Canaries in Cages: Responding to Chemical/biological Incidents
Mefford, Larry A., The FBI Law Enforcement Bulletin
Consider this scenario. Holiday sales have attracted large crowds to the sprawling suburban mall. Suddenly, as shoppers browse or hurry through the mall, a small bomb explodes in the food court, instantly killing 15 people and severely injuring more than a dozen other men, women, and children.
When the first mall security personnel arrive at the scene, they experience tightness in the chest and difficulty breathing. Dizziness and nausea ensue, and the officers rapidly begin to lose muscular control of their bodies.
The explosive device exposes responding police, fire, and medical personnel to lethal concentrations of a colorless and odorless vapor. Within minutes, more than 50 additional victims are overcome by the fumes lingering in the air. In total, nearly 100 people die in this attack.
Later that night, a major television news organization receives an anonymous telephone call from a man who states that the bomb was a chemical weapon deployed by a known radical organization. Claiming that the incident serves as a warning, he says that similar chemical weapons containing nerve agents have been hidden in populated areas throughout the United States and will be detonated remotely if the U.S. Government does not respond to the group's demands.
Is such a scenario plausible? More than 10 years ago, two foreign affairs specialists speculated that the most dangerous terrorist threat to the United States was not from the use of a nuclear device but from chemical and/or biological warfare.(1) Given the proliferation of the technology and the expanded number of countries capable of manufacturing such weapons worldwide, the specialists' warning rings even more true today.(2)
However, the threat now extends beyond traditional state-sponsored terrorist organizations. The nerve agent attack on March 20, 1995, in the Tokyo, Japan, subway system verifies this threat, and the 12 deaths and 5,500 injured Japanese citizens illustrate the grave danger that chemical and biological weapons pose.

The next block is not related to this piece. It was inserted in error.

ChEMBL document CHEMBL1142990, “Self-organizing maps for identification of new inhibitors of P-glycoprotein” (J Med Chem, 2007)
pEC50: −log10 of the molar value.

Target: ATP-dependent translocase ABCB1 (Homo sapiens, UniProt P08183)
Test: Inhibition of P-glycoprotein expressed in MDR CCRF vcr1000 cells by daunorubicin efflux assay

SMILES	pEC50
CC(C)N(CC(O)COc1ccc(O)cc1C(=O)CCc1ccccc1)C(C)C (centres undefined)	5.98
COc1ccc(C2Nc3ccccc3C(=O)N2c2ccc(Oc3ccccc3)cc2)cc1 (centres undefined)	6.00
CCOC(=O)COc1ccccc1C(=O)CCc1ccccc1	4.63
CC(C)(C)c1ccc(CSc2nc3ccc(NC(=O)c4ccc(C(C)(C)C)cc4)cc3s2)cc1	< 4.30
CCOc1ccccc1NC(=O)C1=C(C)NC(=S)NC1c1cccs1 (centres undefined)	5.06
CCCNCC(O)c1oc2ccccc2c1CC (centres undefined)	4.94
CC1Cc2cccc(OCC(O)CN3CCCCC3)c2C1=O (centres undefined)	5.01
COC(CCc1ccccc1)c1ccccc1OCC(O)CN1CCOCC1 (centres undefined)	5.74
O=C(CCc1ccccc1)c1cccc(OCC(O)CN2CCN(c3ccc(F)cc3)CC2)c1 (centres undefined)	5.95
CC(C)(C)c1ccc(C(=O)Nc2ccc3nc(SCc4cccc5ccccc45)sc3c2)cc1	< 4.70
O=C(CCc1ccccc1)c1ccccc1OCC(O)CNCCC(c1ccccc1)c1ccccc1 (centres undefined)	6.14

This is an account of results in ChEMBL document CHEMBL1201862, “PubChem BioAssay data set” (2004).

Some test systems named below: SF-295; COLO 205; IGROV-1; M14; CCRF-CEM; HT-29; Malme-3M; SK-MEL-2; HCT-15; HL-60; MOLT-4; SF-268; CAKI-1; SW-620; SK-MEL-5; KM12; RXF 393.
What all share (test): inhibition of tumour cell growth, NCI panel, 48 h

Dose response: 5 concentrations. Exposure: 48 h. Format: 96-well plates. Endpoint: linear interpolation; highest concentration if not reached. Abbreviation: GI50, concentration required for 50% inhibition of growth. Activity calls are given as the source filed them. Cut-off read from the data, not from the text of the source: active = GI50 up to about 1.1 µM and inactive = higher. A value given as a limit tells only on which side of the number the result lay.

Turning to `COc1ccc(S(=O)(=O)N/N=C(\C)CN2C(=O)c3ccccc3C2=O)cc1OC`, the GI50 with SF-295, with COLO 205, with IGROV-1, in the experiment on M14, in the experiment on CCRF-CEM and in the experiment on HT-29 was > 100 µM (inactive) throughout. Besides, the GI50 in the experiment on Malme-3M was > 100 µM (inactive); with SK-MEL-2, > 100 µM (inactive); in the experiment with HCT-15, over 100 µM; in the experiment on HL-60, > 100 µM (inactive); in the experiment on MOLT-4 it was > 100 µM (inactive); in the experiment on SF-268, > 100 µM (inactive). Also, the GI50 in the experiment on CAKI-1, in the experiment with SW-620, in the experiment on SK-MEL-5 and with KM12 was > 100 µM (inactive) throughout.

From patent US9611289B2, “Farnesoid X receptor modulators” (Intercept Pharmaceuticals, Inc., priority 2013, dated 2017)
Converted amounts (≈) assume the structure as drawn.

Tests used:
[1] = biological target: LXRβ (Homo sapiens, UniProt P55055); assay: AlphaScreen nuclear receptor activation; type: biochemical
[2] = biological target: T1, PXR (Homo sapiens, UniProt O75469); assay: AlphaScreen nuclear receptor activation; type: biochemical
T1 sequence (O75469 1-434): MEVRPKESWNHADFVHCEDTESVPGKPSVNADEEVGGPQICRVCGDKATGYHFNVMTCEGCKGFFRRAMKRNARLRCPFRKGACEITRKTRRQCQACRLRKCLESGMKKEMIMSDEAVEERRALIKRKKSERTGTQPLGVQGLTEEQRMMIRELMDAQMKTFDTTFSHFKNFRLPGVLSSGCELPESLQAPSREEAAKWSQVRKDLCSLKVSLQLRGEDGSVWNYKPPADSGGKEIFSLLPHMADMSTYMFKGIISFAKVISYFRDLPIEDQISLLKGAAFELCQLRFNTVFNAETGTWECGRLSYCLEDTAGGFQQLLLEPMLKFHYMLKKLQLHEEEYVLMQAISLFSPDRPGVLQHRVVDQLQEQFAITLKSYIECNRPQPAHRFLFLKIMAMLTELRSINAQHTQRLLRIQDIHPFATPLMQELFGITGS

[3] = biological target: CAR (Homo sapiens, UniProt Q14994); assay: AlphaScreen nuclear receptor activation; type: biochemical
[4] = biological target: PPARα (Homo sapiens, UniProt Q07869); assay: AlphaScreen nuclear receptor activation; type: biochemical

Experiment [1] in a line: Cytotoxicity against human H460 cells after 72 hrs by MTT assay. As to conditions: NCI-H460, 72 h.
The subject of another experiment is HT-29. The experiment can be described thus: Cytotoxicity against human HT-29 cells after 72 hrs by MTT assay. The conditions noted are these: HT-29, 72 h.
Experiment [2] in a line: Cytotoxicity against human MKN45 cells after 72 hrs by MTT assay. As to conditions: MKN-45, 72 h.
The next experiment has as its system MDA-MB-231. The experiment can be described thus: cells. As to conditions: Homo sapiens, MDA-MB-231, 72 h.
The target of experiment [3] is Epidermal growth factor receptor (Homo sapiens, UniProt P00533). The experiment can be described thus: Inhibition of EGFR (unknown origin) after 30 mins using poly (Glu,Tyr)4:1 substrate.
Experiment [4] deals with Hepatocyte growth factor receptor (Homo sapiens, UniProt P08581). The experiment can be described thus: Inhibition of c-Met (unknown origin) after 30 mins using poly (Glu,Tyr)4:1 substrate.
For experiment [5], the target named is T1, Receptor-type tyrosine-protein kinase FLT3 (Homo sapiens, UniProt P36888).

No known domestic or international terrorist elements have signaled a change in tactics from traditional forms of terrorism, such as bombings and kidnappings, to the use of chemical and/or biological (C/B) weapons. Yet, the gravity of the potential use of such weapons, coupled with the capability demonstrated by the perpetrators of the Tokyo subway attack, requires that American law enforcement agencies be prepared for such incidents. This article describes the threat posed by C/B weapons; the response required by local, state, and federal agencies to C/B incidents; and the statutory basis for investigating and prosecuting crimes involving these weapons.
Initially developed to serve on the battlefield, chemical and biological weapons recently have been incorporated into the arsenals of certain criminal and terrorist organizations. Traditionally, a primary law enforcement concern was the procurement (by theft, purchase, or otherwise) of a stockpiled military C/B weapon by someone with criminal intent. However, the series of seven chemical weapon attacks that occurred in Japan between March 5, 1995, and July 4, 1995, clearly demonstrated the danger associated with the spread of C/B weapon technology.
Today, the traditional criminal motivated by monetary gain, or a psychologically unstable yet technically competent individual, could be capable of manufacturing such weapons, whereas in the past, such individuals had to acquire ready-made weapons. Of special concern should be those well-organized and dedicated groups - especially radical domestic and foreign organizations - that foster secrecy, possess ample financial resources, recruit competently trained individuals, and incorporate doomsday or other drastic beliefs.
Both the Japanese and American news media reported widely that the Japanese incidents were perpetrated to ensure that the predictions of a religious cult leader would come true. …